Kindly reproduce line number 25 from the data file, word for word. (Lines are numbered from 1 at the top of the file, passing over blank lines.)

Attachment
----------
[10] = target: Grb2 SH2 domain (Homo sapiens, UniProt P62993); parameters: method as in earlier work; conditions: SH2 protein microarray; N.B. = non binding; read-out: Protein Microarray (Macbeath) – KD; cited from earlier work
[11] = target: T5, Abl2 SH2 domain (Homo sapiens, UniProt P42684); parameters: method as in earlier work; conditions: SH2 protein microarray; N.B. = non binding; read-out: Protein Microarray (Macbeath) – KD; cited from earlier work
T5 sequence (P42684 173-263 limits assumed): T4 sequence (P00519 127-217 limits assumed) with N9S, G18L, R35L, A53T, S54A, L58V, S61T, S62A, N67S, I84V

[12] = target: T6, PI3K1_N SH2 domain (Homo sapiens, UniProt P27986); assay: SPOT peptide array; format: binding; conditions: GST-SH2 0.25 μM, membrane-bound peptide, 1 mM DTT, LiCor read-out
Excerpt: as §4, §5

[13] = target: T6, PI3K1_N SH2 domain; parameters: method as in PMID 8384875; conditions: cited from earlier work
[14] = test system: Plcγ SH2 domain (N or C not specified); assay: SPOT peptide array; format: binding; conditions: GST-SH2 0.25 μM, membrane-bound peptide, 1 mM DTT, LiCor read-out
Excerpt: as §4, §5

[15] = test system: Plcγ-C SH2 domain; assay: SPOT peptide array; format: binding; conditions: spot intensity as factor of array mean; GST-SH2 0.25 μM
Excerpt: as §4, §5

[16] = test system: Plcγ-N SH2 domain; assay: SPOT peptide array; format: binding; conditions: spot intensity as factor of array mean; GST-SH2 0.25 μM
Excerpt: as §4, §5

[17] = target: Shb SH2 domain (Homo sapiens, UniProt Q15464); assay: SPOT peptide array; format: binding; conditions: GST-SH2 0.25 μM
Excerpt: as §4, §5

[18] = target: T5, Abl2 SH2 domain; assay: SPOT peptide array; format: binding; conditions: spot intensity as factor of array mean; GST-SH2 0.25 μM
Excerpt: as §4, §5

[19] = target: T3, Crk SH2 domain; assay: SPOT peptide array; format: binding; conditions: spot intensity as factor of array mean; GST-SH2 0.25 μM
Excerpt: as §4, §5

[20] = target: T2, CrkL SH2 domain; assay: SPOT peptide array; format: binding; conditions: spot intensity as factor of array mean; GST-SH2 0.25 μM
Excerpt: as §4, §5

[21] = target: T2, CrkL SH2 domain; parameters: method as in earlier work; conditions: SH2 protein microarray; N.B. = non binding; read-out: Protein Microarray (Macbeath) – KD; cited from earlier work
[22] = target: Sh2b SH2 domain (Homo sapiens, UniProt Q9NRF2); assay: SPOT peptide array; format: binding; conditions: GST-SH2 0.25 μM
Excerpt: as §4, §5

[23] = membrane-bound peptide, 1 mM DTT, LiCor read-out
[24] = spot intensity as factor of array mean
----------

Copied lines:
[24] = spot intensity as factor of array mean